City Food Lecture 2020: Meat the key to a sustainable world

City Food Lecture 2020: Meat the key to a sustainable world

Giving up on meat is not going to save the planet, according to the City Food Lecture 2020 keynote speaker, professor Louise Fresco. 

Professor Louise Fresco was the keynote speaker at The City Food Lecture 2020.

In her lecture, titled: Fish nor flesh or both? Foods for the future’, the Dutch scientist, academic and broadcaster said: “In future, we will not eat meat every day, but doing away with meat and animals completely would be the wrong choice – from a human health point of view, from the point of view of the use of our environment, and from the point of view of equity.

“If you ask millennials, eating meat, and to a lesser extent fish, is the wrong thing to do, something they don’t want to be associated with. They want to be flexitarians, they want to be vegetarians, or they want to be vegans.

“But there are very large parts of the world that we cannot use for crops, and what we now know for the first time, is that grasslands [used for grazing] are probably the best possible way for us humans to capture carbon and leave it in the soil.

“As much as 500 calories per person, per day, are leftover, lost, or damaged from what is grown in the field to what comes on the plate.”

“As much as 500 calories per person, per day, are leftover, lost, or damaged from what is grown in the field to what comes on the plate. That is an enormous amount of food. If we could use that at least by feeding animals, that then provide us with other nutrients, we are already a lot better off.”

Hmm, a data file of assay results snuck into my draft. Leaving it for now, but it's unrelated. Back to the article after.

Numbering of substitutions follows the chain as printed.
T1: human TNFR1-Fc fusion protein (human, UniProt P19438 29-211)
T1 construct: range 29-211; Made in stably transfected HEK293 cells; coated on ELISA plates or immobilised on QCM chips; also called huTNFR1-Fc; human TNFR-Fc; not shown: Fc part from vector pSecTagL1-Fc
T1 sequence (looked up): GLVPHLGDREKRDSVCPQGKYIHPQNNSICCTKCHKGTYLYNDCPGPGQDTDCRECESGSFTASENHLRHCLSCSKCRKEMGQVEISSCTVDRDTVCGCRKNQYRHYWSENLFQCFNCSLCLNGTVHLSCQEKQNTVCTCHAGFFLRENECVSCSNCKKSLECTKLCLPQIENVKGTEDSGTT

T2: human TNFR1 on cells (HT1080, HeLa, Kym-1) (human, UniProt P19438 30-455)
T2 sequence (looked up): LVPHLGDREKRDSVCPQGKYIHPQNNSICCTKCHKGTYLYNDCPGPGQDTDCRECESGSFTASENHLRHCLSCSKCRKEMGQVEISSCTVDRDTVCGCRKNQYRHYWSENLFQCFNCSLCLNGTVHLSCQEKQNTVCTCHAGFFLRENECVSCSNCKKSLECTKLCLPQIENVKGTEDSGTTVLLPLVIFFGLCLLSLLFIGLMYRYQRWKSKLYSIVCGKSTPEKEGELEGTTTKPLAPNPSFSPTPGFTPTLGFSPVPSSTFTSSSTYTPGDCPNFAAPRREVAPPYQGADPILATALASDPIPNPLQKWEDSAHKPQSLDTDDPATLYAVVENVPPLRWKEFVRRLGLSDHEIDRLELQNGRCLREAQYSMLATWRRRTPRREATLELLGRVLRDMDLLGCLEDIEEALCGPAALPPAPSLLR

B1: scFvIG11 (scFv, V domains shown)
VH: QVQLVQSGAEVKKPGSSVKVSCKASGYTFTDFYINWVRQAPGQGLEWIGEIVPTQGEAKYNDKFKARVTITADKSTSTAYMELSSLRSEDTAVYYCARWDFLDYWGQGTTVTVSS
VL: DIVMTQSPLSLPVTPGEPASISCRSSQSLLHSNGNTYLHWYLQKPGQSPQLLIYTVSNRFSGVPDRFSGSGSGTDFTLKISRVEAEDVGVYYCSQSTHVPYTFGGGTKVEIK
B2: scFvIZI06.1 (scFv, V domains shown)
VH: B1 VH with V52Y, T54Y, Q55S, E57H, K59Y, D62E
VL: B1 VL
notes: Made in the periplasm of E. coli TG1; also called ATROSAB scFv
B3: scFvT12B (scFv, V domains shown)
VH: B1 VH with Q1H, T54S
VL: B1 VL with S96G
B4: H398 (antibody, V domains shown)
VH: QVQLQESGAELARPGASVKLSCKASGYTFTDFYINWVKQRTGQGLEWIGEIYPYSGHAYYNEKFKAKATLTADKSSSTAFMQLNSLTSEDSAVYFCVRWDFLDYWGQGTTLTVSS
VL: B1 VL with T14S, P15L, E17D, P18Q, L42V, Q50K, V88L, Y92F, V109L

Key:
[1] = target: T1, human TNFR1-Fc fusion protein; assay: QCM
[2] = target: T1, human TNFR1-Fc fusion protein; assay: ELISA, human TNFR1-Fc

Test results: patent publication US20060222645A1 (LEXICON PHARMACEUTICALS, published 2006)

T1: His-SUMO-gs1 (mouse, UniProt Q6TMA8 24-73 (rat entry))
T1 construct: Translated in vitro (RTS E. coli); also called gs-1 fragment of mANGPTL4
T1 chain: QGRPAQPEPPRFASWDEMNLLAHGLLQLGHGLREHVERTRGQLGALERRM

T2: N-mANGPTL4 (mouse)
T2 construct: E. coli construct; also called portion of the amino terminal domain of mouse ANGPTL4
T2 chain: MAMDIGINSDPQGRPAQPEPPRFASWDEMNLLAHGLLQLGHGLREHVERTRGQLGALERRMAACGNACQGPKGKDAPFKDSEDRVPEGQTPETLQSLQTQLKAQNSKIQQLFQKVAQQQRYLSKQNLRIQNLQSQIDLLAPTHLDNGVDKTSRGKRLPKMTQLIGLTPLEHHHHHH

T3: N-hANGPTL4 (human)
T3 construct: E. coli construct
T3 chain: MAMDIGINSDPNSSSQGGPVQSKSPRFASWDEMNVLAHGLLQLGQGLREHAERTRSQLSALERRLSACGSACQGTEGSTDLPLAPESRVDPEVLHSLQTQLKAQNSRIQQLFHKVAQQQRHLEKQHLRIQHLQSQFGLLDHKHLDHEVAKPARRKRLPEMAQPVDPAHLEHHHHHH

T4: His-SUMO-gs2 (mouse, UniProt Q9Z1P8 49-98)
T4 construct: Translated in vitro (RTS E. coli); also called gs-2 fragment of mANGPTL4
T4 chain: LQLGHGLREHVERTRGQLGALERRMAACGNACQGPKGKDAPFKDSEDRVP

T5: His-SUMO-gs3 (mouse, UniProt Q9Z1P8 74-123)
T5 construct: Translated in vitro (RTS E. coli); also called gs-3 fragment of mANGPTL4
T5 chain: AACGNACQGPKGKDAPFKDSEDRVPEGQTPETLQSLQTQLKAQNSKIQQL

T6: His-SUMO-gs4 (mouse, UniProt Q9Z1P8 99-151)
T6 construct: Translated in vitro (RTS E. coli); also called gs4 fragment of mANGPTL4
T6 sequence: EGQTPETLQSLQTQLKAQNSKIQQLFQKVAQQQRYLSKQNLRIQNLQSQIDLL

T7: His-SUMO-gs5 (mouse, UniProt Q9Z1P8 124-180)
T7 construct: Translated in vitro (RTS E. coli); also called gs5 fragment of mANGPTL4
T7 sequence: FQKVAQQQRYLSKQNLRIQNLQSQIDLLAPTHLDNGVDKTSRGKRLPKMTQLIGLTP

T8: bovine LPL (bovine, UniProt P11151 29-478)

One of the foremost global thought leaders in the food industry, Professor Fresco is a highly influential thinker and commentator on global food issues. Louise is the President of the Executive Board of Wageningen University & Research, Europe’s leading academic agri-food organisation and research and development centre.

In her lecture, she addressed key questions such as: should our diets be local or global, vegetarian or flexitarian? Can cities restore their link to the countryside as to where the food comes from? What will science bring us in terms of new proteins, intensive and vertical agriculture and personalised nutrition?

City Food Lecture organising chairman, John Giles said: “This was a fascinating and thought-provoking evening. Professor Fresco’s wealth of knowledge and authoritative perspective on the past, present and future of the food industry gave all who attended some real insight into what the future of food and farming might look like.

“The fact the evening was attended by over 700 people from the UK and international supply chain shows that this is the single most important subject for our sector to get to grips with over the next 5 years and the CFL was spot on with its choice of speaker and subject area. The sheer range of topics covered by Louise Fresco and the panel was hugely impressive and shows just how big an area for discussion this is.”

The lecture was followed by a panel debate chaired by Chris White, managing director of Fruitnet Media and featuring Andrew Thompson, European, Middle East & Africa director of Genus plc, a world-leading animal genetics company, Baroness Rosie Boycott a journalist and former chair of the London Food Board and Ian Wright, the chief executive of the Food & Drink Federation.

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